The Progressive


A project of Common Dreams

For Immediate Release
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Whistleblowers Still Run Daunting Gauntlet Under Obama

Miniscule Chances of Success, No New Policies and Key Slot Remains Unfilled


The fate and treatment of whistleblowers has not materially improved
under the Obama administration, according to Public Employees for
Environmental Responsibility (PEER). President Obama has staked out no
policy differences from the Bush administration and has yet to even
nominate a Special Counsel, a key position that is supposed to defend
and advocate for whistleblowers.

absence of any whistleblower initiative from the Obama administration
is critical because the prospects for whistleblowers successfully
challenging retaliatory actions by their agencies are bleak:

  • An
    examination of decisions from Merit Systems Protection Board (MSPB)
    judges who hear whistleblower cases reveals that, on average, federal
    employees won less than one in 50 hearings (1.6%) in 2008, the latest
    year for which statistics are available;
  • For those
    cases that are appealed to the Federal Circuit Court of Appeals, the
    odds are even worse with whistleblowers winning only one in 200 cases
    (0.5%) in the last 15 years; and
  • President Obama
    has not nominated a Special Counsel, a position vacant since President
    Bush fired his own appointee for cause in December 2008. That previous
    Special Counsel, Scott Bloch, subsequently pled guilty to criminal
    obstruction charges stemming from his effort to block congressional
    inquiries into reprisal against whistleblowers inside his own office.

of whistleblowers does not appear on the Obama administration's radar,"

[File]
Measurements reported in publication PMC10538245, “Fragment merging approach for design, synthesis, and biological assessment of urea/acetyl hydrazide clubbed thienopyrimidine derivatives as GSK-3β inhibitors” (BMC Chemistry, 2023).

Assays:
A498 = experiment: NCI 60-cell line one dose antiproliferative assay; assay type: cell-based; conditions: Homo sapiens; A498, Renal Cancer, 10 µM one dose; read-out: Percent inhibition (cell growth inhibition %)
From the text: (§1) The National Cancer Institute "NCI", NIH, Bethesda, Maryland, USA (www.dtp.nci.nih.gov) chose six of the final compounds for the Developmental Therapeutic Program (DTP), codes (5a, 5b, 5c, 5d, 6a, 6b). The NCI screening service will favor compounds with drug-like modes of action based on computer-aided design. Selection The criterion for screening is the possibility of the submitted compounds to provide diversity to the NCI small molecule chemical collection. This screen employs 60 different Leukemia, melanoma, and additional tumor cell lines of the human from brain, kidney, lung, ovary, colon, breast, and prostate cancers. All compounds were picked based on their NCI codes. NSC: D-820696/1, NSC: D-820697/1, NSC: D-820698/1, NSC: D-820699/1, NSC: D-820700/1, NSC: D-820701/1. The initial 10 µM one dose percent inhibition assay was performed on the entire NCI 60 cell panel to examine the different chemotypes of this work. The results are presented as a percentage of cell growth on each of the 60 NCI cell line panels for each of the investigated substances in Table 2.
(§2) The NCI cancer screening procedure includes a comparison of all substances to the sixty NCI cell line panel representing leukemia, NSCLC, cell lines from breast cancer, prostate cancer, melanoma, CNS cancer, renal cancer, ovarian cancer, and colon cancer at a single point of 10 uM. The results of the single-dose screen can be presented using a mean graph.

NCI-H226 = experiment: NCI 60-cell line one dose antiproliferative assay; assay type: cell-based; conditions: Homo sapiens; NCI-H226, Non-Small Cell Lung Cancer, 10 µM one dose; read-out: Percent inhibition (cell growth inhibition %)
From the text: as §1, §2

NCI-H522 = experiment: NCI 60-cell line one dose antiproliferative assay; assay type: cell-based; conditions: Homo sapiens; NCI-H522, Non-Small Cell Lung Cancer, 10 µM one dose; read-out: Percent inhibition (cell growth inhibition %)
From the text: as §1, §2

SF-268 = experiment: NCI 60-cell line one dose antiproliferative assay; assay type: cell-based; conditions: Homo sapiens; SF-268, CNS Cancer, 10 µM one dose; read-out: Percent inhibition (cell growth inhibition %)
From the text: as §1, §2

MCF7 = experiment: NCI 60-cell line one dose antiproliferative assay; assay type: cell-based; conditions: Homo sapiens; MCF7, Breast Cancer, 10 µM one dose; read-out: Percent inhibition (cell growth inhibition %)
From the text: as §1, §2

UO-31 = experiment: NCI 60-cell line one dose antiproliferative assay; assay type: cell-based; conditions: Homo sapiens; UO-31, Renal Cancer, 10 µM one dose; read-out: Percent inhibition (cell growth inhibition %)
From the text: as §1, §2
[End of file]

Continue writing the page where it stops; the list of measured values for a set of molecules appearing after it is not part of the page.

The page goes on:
stated PEER Executive Director Jeff Ruch. "The White House has taken
the time to name National Endowment for the Arts advisory committee
members but has not found time in 18 months to select a Special

Significantly, the Obama administration
has also not settled many of the whistleblower cases emanating from the
Bush administration, including cases cited as abuses by Obama
officials, such as the dismissal of U.S. Park Police Chief Teresa
Chambers for honestly answering questions from the Washington Post.

While new Obama appointees to the MSPB show signs of reversing dismal
trends for whistleblowers, the cadre of administrative judges remains
unchanged. The evaluation criteria for those judges (which PEER
obtained under the Freedom of Information Act) reveal a priority on
volume and speed: judges are expected to render between 80 and 120
decisions per year, 95% of which are expected to be completed within
"relevant time limits"(generally 110 days from the filing of the
initial complaint). Even the "Quality of Decisions" standards appear
to give equal weight to elements such as proper spelling and citation
versus "consideration of relevant facts, evidence and authority bearing
on the issues."

"The chances for whistleblowers winning in the federal civil service
system remain remote at best," commented PEER Staff Counsel Christine
Erickson. "We have not found any evidence to support the
counterargument that 'all the good cases settle' before MSPB must make
a decision." Besides legal services, PEER provides channels for
federal employees to blow the whistle anonymously, so their message is
delivered without revealing the identity of the messenger.


View the track record of MSPB judges

See the evaluation criteria for MSPB judges

Consider the case of U.S. Park Police Chief Teresa Chambers

Examine delay in rules protecting scientific whistleblowers

Look at continued mistreatment of whistleblowers

Revisit the bizarre history of the previous Special Counsel

Public Employees for Environmental Responsibility (PEER) is a national alliance of local state and federal resource professionals. PEER's environmental work is solely directed by the needs of its members. As a consequence, we have the distinct honor of serving resource professionals who daily cast profiles in courage in cubicles across the country.